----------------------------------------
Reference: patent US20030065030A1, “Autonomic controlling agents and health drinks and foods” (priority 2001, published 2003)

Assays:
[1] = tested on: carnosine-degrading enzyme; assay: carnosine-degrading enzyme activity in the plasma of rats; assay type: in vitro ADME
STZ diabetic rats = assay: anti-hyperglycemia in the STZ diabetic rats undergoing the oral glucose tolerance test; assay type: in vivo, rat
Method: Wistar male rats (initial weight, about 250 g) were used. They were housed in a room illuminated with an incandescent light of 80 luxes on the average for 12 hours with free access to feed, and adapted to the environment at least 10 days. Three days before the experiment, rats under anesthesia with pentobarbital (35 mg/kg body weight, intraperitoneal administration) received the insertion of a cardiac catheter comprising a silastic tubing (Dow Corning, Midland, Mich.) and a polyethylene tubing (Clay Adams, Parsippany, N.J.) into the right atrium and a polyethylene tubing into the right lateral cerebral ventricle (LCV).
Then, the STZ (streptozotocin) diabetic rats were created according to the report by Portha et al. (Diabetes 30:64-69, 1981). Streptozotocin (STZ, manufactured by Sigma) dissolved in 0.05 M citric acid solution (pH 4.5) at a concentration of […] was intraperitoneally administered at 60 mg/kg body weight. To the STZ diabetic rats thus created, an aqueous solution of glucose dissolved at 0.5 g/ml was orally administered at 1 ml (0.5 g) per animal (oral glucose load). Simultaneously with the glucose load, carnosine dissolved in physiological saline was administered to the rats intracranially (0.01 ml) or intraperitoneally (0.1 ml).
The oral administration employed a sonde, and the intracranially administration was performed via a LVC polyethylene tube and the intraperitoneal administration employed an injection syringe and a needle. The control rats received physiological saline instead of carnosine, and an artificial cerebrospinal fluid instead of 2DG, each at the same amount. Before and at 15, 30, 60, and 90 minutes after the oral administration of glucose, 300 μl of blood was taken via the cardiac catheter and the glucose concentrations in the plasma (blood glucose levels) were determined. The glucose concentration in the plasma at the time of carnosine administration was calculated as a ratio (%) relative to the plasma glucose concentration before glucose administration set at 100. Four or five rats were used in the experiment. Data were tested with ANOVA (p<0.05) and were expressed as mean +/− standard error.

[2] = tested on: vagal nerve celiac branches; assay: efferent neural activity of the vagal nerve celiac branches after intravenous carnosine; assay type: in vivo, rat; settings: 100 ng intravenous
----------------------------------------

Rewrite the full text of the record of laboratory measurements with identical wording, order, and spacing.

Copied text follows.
Reference: patent US20030065030A1, “Autonomic controlling agents and health drinks and foods” (priority 2001, published 2003)

Assays:
[1] = tested on: carnosine-degrading enzyme; assay: carnosine-degrading enzyme activity in the plasma of rats; assay type: in vitro ADME
STZ diabetic rats = assay: anti-hyperglycemia in the STZ diabetic rats undergoing the oral glucose tolerance test; assay type: in vivo, rat
Method: Wistar male rats (initial weight, about 250 g) were used. They were housed in a room illuminated with an incandescent light of 80 luxes on the average for 12 hours with free access to feed, and adapted to the environment at least 10 days. Three days before the experiment, rats under anesthesia with pentobarbital (35 mg/kg body weight, intraperitoneal administration) received the insertion of a cardiac catheter comprising a silastic tubing (Dow Corning, Midland, Mich.) and a polyethylene tubing (Clay Adams, Parsippany, N.J.) into the right atrium and a polyethylene tubing into the right lateral cerebral ventricle (LCV).
Then, the STZ (streptozotocin) diabetic rats were created according to the report by Portha et al. (Diabetes 30:64-69, 1981). Streptozotocin (STZ, manufactured by Sigma) dissolved in 0.05 M citric acid solution (pH 4.5) at a concentration of […] was intraperitoneally administered at 60 mg/kg body weight. To the STZ diabetic rats thus created, an aqueous solution of glucose dissolved at 0.5 g/ml was orally administered at 1 ml (0.5 g) per animal (oral glucose load). Simultaneously with the glucose load, carnosine dissolved in physiological saline was administered to the rats intracranially (0.01 ml) or intraperitoneally (0.1 ml).
The oral administration employed a sonde, and the intracranially administration was performed via a LVC polyethylene tube and the intraperitoneal administration employed an injection syringe and a needle. The control rats received physiological saline instead of carnosine, and an artificial cerebrospinal fluid instead of 2DG, each at the same amount. Before and at 15, 30, 60, and 90 minutes after the oral administration of glucose, 300 μl of blood was taken via the cardiac catheter and the glucose concentrations in the plasma (blood glucose levels) were determined. The glucose concentration in the plasma at the time of carnosine administration was calculated as a ratio (%) relative to the plasma glucose concentration before glucose administration set at 100. Four or five rats were used in the experiment. Data were tested with ANOVA (p<0.05) and were expressed as mean +/− standard error.

[2] = tested on: vagal nerve celiac branches; assay: efferent neural activity of the vagal nerve celiac branches after intravenous carnosine; assay type: in vivo, rat; settings: 100 ng intravenous